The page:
CTT and businesses

Just as important as trying to minimize financial problems for individuals after death is the protection of businesses.

Business property can qualify for special reliefs which reduce the taxable value of the property.

Relief is available at 50 %for such assets as a sole proprietor assets, partnership, assets and assets comprising a controlling shareholding in a Company. Property used in a business, but owned outside, may be eligible for 30 %relief and minority shareholdings for 20 %. The property usually has to have been held for at least two years.

Slightly different but broadly similar types of relief apply to working farms.

It is important to discuss how best to cover potential CTT liabilities with your insurance broker.

In partnerships, for instance, nomination or trust life assurance policies effected by each partner for the absolute benefit of a co-partner may not be subject to CTT for the partners.

The rule is that the policy is not seen as a transfer of value, if it can be shown that it was not intended to give a gratuitous benefit to any person and that it was a transaction made at arms length. In such cases, if each partner pays the same premium there is no CTT liability and, even if the premiums are different, there is no tax to pay, if one of the exemptions petitioned at the beginning of this section of the website is available.

A simple example shows just how life assurance can help a company to continue after the death of a controlling shareholder.

Let us suppose a man leaves his entire estate of £600,000 to his only son, of which £500,000 is a controlling shareholding in a family business. The tax bill would look like this:

amount chargeable: £6,5000,000 less relief at 50% balance of the estate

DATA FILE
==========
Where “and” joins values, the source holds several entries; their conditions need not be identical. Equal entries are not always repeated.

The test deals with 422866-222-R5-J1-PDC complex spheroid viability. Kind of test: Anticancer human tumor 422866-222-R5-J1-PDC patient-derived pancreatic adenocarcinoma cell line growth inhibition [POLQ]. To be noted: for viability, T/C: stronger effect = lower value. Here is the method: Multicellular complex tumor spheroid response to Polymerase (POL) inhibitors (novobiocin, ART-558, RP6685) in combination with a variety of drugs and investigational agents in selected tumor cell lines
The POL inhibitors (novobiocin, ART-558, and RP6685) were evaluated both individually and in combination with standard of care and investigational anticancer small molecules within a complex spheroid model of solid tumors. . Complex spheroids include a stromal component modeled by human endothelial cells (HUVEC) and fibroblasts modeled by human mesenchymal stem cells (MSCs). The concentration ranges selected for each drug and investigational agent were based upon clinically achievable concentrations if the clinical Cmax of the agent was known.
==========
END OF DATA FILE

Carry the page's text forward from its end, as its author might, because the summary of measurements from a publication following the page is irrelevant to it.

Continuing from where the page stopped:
capital transfer tax (first £500,000 tax free)

£250,000

£600,000

£650,000

£615,000

That man could, through a with profits whole life policy on his life in trust of the benefit of his son, completely cover the tax charge without the policy itself being liable for tax.

An annual premium of £20,000 would be treated as gifts, but would be within the CTT annual exemption by £10,000.

Such a policy would yield around £640,000 on death, more than enough to cover the £6150,000 liability.

Using life assurance to mitigate the effects of CTT requires a reasonable knowledge of assurance law and practice. WE have given only an outline here and if you have an estate which is likely to attract CTT, it is best to take professional advice to find the most advantageous way to use insurance to suit you.


CTT and businesses

Payroll Giving
It’s all very easy to organise.
Just ask the Personnel or the Payroll Department at your company and, if they already have a scheme, they will give you the relevant forms.  HM Revenue & Customs’ website has a list of Payroll Giving agencies and explains payroll giving in more detail.

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read on: Mortgages and life assurance

Just as important as trying to minimize financial problems for individuals after death is the protection of businesses.

Business property can qualify for special reliefs which reduce the taxable value of the property.

Relief is available at 50 %for such assets as a sole proprietor assets, partnership, assets and assets comprising a controlling shareholding in a Company. Property used in a business, but owned outside, may be eligible for 30 %relief and minority shareholdings for 20 %. The property usually has to have been held for at least two years.

Slightly different... see: Mortgages and life assurance